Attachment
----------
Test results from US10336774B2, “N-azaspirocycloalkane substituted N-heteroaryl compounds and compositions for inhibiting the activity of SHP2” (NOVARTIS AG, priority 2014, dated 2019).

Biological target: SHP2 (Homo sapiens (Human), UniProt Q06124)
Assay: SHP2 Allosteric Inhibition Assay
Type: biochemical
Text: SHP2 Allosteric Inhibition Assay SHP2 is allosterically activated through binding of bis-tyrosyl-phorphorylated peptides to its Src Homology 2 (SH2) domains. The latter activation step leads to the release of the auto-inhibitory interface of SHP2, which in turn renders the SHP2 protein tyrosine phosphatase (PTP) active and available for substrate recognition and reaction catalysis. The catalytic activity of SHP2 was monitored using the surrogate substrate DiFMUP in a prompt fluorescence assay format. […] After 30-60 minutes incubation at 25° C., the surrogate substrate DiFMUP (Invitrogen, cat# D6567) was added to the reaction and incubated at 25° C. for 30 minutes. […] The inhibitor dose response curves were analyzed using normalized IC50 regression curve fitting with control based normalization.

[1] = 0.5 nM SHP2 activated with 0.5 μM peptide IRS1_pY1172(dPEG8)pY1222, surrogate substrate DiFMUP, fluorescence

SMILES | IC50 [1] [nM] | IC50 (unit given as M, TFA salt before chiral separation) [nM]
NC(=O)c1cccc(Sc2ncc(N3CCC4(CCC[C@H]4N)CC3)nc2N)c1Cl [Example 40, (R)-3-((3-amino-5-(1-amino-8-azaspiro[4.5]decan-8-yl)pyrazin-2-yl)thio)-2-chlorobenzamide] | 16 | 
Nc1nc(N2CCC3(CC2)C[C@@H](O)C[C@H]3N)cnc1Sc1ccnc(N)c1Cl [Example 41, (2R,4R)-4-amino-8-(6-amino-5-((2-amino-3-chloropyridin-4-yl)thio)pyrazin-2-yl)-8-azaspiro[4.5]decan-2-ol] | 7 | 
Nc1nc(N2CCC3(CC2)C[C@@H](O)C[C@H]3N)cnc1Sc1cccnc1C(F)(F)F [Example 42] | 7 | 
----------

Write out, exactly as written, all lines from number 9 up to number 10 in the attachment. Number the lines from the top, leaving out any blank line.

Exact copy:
Nc1nc(N2CCC3(CC2)C[C@@H](O)C[C@H]3N)cnc1Sc1ccnc(N)c1Cl [Example 41, (2R,4R)-4-amino-8-(6-amino-5-((2-amino-3-chloropyridin-4-yl)thio)pyrazin-2-yl)-8-azaspiro[4.5]decan-2-ol] | 7 | 
Nc1nc(N2CCC3(CC2)C[C@@H](O)C[C@H]3N)cnc1Sc1cccnc1C(F)(F)F [Example 42] | 7 | 